Author Topic: Buying a coop  (Read 4918 times)

serpentstooth

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Buying a coop
« on: November 07, 2014, 09:37:45 AM »
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« Last Edit: May 17, 2016, 10:18:50 PM by serpentstooth »

Seņora Savings

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Re: Buying a coop
« Reply #1 on: November 07, 2014, 02:30:25 PM »
I don't see any red flags.  I'm also looking to buy my first house, and am wondering about anything I might not be thinking of.

Make sure that you have a really good understanding of the HOA.  I assume that you've included their fees in your calculations, but if not, do that.  Also, make sure that they don't have the power to up your fees ridiculously.

lhamo

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Re: Buying a coop
« Reply #2 on: November 07, 2014, 04:35:18 PM »
If you are sure you are staying, then a co-op can be a good investment.  Ours turned out to be as we bought at a great price ($120k for a 2+ BR 1000 sq ft walkup in Jackson Heights that we eventually sold for $280k a couple of years later), but it did sit empty for nearly a year because we got relocated to China and couldn't rent it out. 

Be sure to look over the association meeting notes and the underlying financials before you buy -- preferably before you make an offer.  The thing about elderly residents wanting to keep costs down sounds great at first, but the reality is that those people are keeping necessary maintenance from being done on the building and that can have HUGE costs down the road.  We knew when we were buying that the building needed work -- windows all needed to be replaced, roof replacement, repointing.  Since we were told so clearly to anticipate those costs, we were prepared for them.  What we weren't prepared for was how long it would take to get the older tenants in the building to agree to actually getting the work done.  Eventually we got it moving, but not until after there were enough new people in the building to override the old tenants.  It created a lot of tension.  In our building, one lady had been co-op president for over 20 years, and had taken over from her husband who had the role prior to that.  She thought she owned the entire building and had the right to make all decisions.  Nobody had ever questioned her or stood up to her before.  Until our downstairs neighbors moved in.  They were the first to challenge her, and we supported them.  Along with some of the other new owners.  It ended up practically like a civil war.  10-unit building, split pretty much down the middle.  Do not underestimate how much drama there can be about this kind of thing.  Read the meeting notes -- even if they are written diplomatically, it will give you a sense of whether these kinds of problems already exist, or are brewing.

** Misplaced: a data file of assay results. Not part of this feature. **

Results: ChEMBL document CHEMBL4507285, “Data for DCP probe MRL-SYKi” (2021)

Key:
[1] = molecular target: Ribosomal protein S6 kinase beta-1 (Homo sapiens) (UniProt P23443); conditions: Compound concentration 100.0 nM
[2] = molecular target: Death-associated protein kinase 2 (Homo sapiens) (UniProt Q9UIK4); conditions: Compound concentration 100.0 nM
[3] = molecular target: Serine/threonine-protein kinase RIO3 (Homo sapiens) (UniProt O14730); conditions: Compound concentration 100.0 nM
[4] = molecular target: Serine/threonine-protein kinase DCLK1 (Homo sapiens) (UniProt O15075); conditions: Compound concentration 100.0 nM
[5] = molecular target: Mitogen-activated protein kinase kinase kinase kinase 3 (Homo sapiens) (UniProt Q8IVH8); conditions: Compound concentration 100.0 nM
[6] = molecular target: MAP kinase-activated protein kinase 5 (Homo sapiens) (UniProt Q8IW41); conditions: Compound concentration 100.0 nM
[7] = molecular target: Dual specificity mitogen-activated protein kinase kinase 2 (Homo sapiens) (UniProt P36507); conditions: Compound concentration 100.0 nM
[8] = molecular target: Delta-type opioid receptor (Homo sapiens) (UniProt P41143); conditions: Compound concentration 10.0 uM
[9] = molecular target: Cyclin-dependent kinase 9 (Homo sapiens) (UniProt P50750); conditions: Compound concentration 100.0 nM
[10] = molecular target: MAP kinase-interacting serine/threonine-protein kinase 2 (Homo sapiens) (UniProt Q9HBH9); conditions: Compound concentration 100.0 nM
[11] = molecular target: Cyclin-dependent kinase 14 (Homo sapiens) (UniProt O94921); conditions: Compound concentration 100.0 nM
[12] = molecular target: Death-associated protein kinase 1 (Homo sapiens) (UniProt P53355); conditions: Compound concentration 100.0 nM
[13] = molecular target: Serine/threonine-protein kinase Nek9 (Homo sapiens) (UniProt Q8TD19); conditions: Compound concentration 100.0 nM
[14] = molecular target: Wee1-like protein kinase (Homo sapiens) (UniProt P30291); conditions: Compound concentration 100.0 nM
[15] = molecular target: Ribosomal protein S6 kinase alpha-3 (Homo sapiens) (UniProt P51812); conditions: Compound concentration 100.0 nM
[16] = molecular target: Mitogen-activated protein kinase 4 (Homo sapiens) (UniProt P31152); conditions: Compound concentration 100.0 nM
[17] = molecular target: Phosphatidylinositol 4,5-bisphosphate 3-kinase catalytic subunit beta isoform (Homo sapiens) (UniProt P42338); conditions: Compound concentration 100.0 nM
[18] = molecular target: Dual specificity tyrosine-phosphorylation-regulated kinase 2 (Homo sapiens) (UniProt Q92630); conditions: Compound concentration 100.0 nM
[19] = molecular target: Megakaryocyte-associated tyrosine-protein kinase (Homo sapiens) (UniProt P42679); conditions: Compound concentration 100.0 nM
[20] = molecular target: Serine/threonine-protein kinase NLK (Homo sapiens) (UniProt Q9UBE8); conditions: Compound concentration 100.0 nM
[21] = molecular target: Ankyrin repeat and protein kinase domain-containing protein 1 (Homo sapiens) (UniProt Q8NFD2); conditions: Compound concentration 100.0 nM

lhamo

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Re: Buying a coop
« Reply #3 on: November 08, 2014, 02:08:27 AM »
We were on 80th street, in the Greystones.  MUCH more expensive now, unfortunately -- the people who bought our place from us for $280k sold for $560 two years later!  But that was before the crash, so maybe things are back to more reasonable levels.

Edit:  Holy crap -- I think this might actually be our old apartment!  The people who bought it from us renovated the kitchen and bath, so I can't be totally certain, but the rest of it sure looks like our place.  Now going for $749k.  Seems a bit high as the last sale was in the $400s, but that one was actually the crazy old board president's unit and probably needed lots of work.  The one that sold pre-crash for $649k was our friends' apartment downstairs -- he was a contractor and had renovated it to top-notch level.  Much nicer than this one. 

http://realestate.nytimes.com/sales/detail/2007-501921536EABB/35-47-80th-Street-QUEENS-NY-11372

Sounds like the place you are looking at has good bones and solid financials. A 100 unit building would have a bigger pool of people to draw on for the board.  Good luck and hope you end up getting it!  We loved living in Jackson Heights -- if we ever moved back to NYC I would look there first for housing.  The grocery options ROCK.  Patel brothers is heaven if you love south Asian food/spices.
« Last Edit: November 08, 2014, 02:22:04 AM by lhamo »

dragoncar

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Re: Buying a coop
« Reply #4 on: November 10, 2014, 12:58:39 AM »
Is this a joke?  Nobody can live in NYC on less than $250k

stripey

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Re: Buying a coop
« Reply #5 on: November 10, 2014, 05:20:07 AM »
Ah, from the title, I thought you were purchasing a coop, like a chicken coop!!! (Rather than a co-op). My mistake, and bowing out of the thread! :D

dragoncar

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Re: Buying a coop
« Reply #6 on: November 10, 2014, 08:43:10 AM »
Is this a joke?  Nobody can live in NYC on less than $250k

Well, joke's on the buyer then. They accepted our offer at $232,000.

Lol, aren't you the buyer?  Seriously though, congrats!

Ah, from the title, I thought you were purchasing a coop, like a chicken coop!!! (Rather than a co-op). My mistake, and bowing out of the thread! :D

Haha that's what I thought too... At least I wasn't sure before I clicked the thread.  Mustachian people problems where it's equally likely someone is buying a co-OP or a chicken coop

lhamo

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Re: Buying a coop
« Reply #7 on: November 10, 2014, 02:19:33 PM »
Congratulations!  Hope you love the neighborhood.   

And you guys got a co-op for what some people might pay for a chicken coop in the city.